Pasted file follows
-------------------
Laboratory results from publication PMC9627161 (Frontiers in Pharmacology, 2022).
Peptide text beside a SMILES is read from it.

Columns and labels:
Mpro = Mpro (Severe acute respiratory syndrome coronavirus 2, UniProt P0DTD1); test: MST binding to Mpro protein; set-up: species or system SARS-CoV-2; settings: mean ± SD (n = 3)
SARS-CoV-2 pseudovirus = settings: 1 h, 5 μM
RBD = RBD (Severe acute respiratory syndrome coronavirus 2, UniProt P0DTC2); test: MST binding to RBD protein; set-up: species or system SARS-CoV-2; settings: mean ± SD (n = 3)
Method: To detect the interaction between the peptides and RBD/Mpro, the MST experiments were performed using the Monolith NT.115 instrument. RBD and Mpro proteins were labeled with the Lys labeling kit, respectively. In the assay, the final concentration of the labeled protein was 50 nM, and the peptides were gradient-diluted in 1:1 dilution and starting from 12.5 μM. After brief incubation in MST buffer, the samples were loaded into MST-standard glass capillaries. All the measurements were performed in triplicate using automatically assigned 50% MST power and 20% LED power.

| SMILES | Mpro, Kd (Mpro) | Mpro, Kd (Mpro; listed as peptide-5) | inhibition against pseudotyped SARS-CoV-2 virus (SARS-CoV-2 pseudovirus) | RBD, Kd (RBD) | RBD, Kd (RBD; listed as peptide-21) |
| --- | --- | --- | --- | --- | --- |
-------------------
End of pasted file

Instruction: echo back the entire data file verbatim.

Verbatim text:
Laboratory results from publication PMC9627161 (Frontiers in Pharmacology, 2022).
Peptide text beside a SMILES is read from it.

Columns and labels:
Mpro = Mpro (Severe acute respiratory syndrome coronavirus 2, UniProt P0DTD1); test: MST binding to Mpro protein; set-up: species or system SARS-CoV-2; settings: mean ± SD (n = 3)
SARS-CoV-2 pseudovirus = settings: 1 h, 5 μM
RBD = RBD (Severe acute respiratory syndrome coronavirus 2, UniProt P0DTC2); test: MST binding to RBD protein; set-up: species or system SARS-CoV-2; settings: mean ± SD (n = 3)
Method: To detect the interaction between the peptides and RBD/Mpro, the MST experiments were performed using the Monolith NT.115 instrument. RBD and Mpro proteins were labeled with the Lys labeling kit, respectively. In the assay, the final concentration of the labeled protein was 50 nM, and the peptides were gradient-diluted in 1:1 dilution and starting from 12.5 μM. After brief incubation in MST buffer, the samples were loaded into MST-standard glass capillaries. All the measurements were performed in triplicate using automatically assigned 50% MST power and 20% LED power.

| SMILES | Mpro, Kd (Mpro) | Mpro, Kd (Mpro; listed as peptide-5) | inhibition against pseudotyped SARS-CoV-2 virus (SARS-CoV-2 pseudovirus) | RBD, Kd (RBD) | RBD, Kd (RBD; listed as peptide-21) |
| --- | --- | --- | --- | --- | --- |